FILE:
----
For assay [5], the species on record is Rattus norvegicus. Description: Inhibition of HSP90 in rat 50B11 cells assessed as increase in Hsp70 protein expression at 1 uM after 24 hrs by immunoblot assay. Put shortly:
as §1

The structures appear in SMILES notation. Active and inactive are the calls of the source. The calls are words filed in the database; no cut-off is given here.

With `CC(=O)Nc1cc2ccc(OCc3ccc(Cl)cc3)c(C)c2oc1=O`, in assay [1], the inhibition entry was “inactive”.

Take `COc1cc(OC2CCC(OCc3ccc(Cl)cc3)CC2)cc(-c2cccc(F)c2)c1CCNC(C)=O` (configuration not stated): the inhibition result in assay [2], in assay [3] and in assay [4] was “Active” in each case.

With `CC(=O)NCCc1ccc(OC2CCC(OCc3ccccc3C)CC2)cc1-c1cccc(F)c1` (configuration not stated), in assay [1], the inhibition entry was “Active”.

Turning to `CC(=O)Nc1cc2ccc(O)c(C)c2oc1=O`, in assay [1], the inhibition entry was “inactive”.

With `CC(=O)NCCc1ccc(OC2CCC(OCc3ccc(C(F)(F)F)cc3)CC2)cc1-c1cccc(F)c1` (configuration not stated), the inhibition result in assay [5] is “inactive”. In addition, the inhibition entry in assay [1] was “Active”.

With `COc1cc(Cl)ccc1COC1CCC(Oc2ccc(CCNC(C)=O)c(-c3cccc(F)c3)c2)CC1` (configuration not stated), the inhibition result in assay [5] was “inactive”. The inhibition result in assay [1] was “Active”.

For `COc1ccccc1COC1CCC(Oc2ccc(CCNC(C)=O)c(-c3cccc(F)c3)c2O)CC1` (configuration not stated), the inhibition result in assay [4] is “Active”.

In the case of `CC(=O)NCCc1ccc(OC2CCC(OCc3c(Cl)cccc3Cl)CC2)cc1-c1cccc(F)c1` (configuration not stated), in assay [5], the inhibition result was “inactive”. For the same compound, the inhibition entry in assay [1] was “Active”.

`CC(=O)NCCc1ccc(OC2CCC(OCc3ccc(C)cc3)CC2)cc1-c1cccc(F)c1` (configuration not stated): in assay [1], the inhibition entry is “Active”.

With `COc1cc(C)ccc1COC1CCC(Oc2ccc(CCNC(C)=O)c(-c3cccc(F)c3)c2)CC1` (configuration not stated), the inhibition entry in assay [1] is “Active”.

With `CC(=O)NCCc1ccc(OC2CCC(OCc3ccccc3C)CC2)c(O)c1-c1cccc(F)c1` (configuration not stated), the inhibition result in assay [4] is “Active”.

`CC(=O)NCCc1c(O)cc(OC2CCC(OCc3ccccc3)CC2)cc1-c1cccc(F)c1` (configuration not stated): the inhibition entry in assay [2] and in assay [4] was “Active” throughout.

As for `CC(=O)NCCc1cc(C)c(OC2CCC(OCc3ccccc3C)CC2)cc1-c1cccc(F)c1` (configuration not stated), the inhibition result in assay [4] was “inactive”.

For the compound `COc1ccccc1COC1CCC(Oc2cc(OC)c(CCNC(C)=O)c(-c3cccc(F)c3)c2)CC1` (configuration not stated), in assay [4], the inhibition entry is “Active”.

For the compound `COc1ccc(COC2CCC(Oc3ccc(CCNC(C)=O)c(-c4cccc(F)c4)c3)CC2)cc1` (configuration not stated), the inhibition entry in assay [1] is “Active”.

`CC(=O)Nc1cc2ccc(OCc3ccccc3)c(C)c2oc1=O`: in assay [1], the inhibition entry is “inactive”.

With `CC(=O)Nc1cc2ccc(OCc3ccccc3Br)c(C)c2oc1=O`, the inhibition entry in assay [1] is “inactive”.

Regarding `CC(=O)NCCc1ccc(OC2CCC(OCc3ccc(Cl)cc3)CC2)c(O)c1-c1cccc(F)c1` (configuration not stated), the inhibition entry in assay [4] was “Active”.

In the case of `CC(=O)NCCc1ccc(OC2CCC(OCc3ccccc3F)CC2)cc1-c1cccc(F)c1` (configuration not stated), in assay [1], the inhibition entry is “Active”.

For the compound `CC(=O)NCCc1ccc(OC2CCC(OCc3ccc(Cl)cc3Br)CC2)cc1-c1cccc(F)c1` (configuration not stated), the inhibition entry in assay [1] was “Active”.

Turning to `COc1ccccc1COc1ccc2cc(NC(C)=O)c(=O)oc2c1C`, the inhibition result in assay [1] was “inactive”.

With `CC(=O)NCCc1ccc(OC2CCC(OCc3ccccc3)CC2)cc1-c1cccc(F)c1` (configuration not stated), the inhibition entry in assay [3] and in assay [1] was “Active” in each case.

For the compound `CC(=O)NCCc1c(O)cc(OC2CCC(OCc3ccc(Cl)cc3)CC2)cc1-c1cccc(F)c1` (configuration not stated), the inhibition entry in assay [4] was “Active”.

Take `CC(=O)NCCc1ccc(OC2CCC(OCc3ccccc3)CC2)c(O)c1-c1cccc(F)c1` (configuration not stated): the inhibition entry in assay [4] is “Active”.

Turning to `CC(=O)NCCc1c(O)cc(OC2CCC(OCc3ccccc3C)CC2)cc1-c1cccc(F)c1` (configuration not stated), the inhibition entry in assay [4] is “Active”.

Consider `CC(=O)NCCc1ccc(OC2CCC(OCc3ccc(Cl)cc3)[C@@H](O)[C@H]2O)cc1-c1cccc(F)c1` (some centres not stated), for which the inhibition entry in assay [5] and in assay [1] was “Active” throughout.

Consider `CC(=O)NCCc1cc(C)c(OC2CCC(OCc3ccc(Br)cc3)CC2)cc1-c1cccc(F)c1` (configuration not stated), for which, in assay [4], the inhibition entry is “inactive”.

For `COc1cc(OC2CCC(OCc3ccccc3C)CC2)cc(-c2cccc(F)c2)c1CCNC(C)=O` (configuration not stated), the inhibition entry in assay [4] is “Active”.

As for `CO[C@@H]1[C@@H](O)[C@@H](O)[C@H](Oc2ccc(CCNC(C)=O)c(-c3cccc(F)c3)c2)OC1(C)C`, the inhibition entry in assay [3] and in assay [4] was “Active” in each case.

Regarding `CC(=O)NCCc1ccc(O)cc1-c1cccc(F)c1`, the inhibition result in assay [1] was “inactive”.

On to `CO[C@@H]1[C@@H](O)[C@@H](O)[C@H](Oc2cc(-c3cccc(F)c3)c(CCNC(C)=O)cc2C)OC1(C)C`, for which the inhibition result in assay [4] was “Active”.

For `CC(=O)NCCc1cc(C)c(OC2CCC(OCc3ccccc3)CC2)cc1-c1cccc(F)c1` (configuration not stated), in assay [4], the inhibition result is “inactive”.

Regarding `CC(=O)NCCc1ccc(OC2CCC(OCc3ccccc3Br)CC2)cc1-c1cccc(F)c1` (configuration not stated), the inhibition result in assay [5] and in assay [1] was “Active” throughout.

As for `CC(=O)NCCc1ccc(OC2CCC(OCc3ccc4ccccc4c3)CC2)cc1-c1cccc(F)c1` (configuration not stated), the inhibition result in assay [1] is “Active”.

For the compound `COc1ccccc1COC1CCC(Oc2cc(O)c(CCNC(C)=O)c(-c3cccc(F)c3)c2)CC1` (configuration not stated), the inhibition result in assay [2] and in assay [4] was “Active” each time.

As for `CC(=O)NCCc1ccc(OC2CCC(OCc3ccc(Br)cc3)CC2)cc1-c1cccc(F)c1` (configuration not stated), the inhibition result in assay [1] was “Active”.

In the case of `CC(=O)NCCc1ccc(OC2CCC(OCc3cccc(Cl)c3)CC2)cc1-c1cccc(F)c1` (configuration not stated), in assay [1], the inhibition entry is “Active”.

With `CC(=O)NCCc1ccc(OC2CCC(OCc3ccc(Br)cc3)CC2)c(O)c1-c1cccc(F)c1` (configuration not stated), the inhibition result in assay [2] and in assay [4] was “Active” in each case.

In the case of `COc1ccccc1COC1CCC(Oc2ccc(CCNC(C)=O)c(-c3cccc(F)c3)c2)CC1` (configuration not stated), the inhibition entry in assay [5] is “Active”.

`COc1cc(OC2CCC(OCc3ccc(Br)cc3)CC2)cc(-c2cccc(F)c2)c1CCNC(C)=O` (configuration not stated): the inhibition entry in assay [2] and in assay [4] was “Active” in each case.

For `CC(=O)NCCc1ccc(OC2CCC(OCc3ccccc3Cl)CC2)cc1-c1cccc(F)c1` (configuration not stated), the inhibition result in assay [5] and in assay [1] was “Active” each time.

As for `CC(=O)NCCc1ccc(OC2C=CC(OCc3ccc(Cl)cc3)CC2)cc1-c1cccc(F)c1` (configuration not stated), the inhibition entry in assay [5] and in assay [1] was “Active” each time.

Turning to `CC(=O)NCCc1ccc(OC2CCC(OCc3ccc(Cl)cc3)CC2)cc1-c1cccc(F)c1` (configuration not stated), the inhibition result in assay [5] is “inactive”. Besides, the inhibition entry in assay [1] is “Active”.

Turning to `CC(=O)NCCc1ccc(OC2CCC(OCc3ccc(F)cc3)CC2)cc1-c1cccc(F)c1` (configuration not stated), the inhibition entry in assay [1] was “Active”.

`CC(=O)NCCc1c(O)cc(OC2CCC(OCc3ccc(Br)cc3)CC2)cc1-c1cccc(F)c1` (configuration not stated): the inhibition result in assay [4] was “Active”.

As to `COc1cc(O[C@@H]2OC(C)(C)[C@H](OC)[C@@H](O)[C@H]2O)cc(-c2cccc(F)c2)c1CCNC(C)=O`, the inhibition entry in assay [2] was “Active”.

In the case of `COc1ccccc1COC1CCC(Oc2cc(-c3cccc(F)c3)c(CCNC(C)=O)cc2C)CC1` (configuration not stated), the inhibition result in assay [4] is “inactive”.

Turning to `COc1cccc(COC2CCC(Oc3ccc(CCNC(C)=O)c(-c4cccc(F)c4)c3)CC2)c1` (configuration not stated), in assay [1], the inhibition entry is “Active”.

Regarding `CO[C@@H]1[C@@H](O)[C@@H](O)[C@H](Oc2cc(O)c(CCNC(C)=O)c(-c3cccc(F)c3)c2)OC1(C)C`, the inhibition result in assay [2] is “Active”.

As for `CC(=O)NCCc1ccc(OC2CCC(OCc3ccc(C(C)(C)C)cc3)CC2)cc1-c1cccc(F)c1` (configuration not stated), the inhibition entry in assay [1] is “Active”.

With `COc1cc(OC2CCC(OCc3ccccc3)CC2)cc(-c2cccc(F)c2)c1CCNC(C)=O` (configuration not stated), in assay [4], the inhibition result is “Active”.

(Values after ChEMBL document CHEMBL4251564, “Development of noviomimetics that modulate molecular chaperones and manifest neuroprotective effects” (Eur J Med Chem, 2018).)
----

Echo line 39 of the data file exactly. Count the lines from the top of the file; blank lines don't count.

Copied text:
As for `CC(=O)NCCc1ccc(OC2CCC(OCc3ccc(Br)cc3)CC2)cc1-c1cccc(F)c1` (configuration not stated), the inhibition result in assay [1] was “Active”.